Carolyn Zimmer – Blog Post #2

by Feb 11, 2024Students

               In the American Church today, it is easier than it should be to understand the sacraments as religious rites of passage. After all, when you have a baby, you put him or her in a pretty, white outfit, have him or her baptized, and then celebrate with a party. For First Communion, you put the child in a pretty, white outfit (or black suit), he or she receives Communion, and then you celebrate with a party! When a Catholic adult gets married, the bride wears a pretty, white dress, the groom a black suit, they get married, and then you celebrate with a party! Are we noticing a pattern? It seems the sacraments can be summed up in pretty outfits, parties, and presents, oh my! Don’t get me wrong, the outfits, parties, and presents are not the problem. The problem is a shallow understanding of what the sacraments truly are, but to attempt to understand that, we must take an enormous step backward… “enormous” like, to the dawn of creation kind of enormous.

               The Church teaches that God created the cosmos ex nihilo, which means freely, out of nothing[1]. The traditional understanding is that, although Adam and Eve did reject God during the fall, the first creatures to fall were the angels. Lucifer rebelled against God (and apparently had some followers). Bouyer’s understanding is that after the angels fell, God created the earth. He posits that evolution, in all its messiness and progress, is actually a reflection of the angelic battle between good and evil going on in the immaterial world.[2] Bouyer explains that the materiality of the world is what “allows contact with the cosmos”[3]. Man emerges as one in God’s image and likeness as an intended redeemer of the fallen cosmos. We all know how that turned out with Adam and Eve! Humanity rejects the opportunity to choose obedience and instead joins Lucifer in his rejection of God.

Bouyer explains that from the very beginning, the cosmos appears as “a celebration of uncreated glory… [it] exists only for the glory of the creator.”[4] But the entire cosmos, and therefore all of materiality, was made for the glory of God. In that way, all of creation is sacramental. Joseph Ratzinger explains that, “…things are more than just things: …they are signs whose meaning extends beyond their immediate sensorial power.”[5] Humans are unique in that we are made in the image of God[6]. St. Paul shows us in the New Testament that “…only human life can express the ultimate meaning of the created world in its entirety and its unity…”[7] This is why Christ came. God transcended his transcendence and took on materiality, the broken materiality that had been battered by sin, and he redeemed it. Bouyer explains, “The Son, model and principle of all things, by becoming flesh in fallen mankind and making his own death of man and of the whole universe, returns the world and man to the praise of divine glory. He thereby gives back life to all flesh and the light of glory to every being.”[8]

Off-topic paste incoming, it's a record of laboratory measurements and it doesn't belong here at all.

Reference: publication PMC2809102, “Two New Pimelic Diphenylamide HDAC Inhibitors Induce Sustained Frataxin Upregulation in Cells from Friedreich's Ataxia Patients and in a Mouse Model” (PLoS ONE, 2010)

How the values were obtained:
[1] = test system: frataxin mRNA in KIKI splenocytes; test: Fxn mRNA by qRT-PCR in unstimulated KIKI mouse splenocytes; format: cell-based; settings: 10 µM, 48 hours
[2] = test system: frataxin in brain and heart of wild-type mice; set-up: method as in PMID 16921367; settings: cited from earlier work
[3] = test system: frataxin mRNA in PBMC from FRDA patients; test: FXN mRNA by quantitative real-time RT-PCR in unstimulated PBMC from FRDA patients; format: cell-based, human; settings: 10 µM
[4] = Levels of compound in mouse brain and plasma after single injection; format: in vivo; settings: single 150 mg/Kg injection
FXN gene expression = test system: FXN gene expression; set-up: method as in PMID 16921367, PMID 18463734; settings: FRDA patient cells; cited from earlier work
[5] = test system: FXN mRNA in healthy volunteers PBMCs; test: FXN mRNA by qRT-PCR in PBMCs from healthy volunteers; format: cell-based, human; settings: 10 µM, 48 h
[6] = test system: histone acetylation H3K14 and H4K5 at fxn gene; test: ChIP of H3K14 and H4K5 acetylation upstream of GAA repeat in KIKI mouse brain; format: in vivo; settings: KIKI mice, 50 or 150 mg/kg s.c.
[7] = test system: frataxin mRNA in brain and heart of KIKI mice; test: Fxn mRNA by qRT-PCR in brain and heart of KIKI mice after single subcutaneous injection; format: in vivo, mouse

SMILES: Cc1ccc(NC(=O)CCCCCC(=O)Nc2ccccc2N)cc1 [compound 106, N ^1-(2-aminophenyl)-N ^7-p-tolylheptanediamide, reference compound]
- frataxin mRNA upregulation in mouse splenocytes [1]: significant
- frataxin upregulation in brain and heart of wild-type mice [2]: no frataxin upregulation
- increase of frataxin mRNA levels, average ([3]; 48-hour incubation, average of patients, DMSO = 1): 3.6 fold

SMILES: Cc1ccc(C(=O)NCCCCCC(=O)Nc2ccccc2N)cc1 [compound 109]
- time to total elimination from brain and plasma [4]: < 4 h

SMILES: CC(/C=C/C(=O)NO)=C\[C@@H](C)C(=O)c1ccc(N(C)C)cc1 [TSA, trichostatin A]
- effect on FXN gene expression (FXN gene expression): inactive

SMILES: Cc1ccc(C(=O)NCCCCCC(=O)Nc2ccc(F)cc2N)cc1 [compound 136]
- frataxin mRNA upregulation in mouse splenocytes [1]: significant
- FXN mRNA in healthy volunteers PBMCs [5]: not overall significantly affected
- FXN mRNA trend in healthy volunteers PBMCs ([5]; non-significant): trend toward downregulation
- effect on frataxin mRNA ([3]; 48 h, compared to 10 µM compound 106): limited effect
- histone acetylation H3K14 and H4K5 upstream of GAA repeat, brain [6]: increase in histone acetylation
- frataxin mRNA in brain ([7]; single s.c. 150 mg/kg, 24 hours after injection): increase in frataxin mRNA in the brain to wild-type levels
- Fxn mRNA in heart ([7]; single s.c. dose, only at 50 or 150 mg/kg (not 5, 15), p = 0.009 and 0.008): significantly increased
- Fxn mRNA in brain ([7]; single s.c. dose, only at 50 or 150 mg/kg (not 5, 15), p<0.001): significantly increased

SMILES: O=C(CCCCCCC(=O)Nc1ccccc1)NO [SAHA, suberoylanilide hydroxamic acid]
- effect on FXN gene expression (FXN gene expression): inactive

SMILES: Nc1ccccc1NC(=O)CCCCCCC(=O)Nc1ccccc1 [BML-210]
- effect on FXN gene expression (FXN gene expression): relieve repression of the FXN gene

Our materiality was restored, not only the humanity that was always intended to bring glory to God, but in his gift of the Spirit, the sacraments allow materiality to be something more. They allow us to transcend our materiality to relate to God and the rest of the cosmos. We become what we were always intended to be: creation in God. The sacraments unify the cosmos; the multiplicity of the materiality being unified in the cosmos is a participation in the Trinity, in which there is a multiplicity of persons whilst being a unity of one God. This is done, not as an afterthought or a consolation prize. Rather, the signs and materiality chosen in the sacraments were created entirely for this purpose from the beginning[9]. God’s own interior life is now (in some ways) and will be fully expressed and fully lived out in the created order.[10] Bouyer notes, “Through sacramental participation in the Savior’s glorifying cross, mankind thus joins the faithful angels, themselves forever celebrating, from the first moment of creation, the Ancient of Days.”[11]

We can see that although the sacraments can appear as mere religious rites of passage, we know that they are so much more than that. Instead of being mere ceremonies, they are our avenue to the inner-life of the Divine. Lemna explains it best and is worth quoting at length:

“Christ unites himself to human nature in the hypostatic union and joins us personally to his eternal being, which is one with the Eucharist of the Church. He brings us and the cosmos with us in Wisdom into the very heart of the personal, paternal source of divine and created life. The Eucharistic liturgy of the Church is not only a sharing in the primordial and cosmic liturgy; it is a ‘recapitulation’ of it in Christ’s eternal canticle of thanksgiving to the Father. Through the human being, an angel of substitution, Christ completes, in a transfiguring way, the liturgical mission of both humanity and angels.”[12]

Let us, then, partake in the sacraments with the joy that comes with participation in the Trinity, and take on the daunting task of teaching our children to do the same with renewed vigor.


[1] CCC, 296

[2] Bouyer, Cosmos, 223

[3] Bouyer, Cosmos, 210

[4] Bouyer, Cosmos, 200

[5] Ratzinger, Theology of the Liturgy, 158

[6] Genesis 1:27

[7] Bouyer, Cosmos, 90

[8] Bouyer, Cosmos, 107

[9] Bouyer, Cosmos, 104

[10] O’Malley, “Chapter 18: Wisdom in the Trinity” lecture

[11] Bouyer, Cosmos, 202

[12] Lemna, The Apocalypse of Wisdom, 327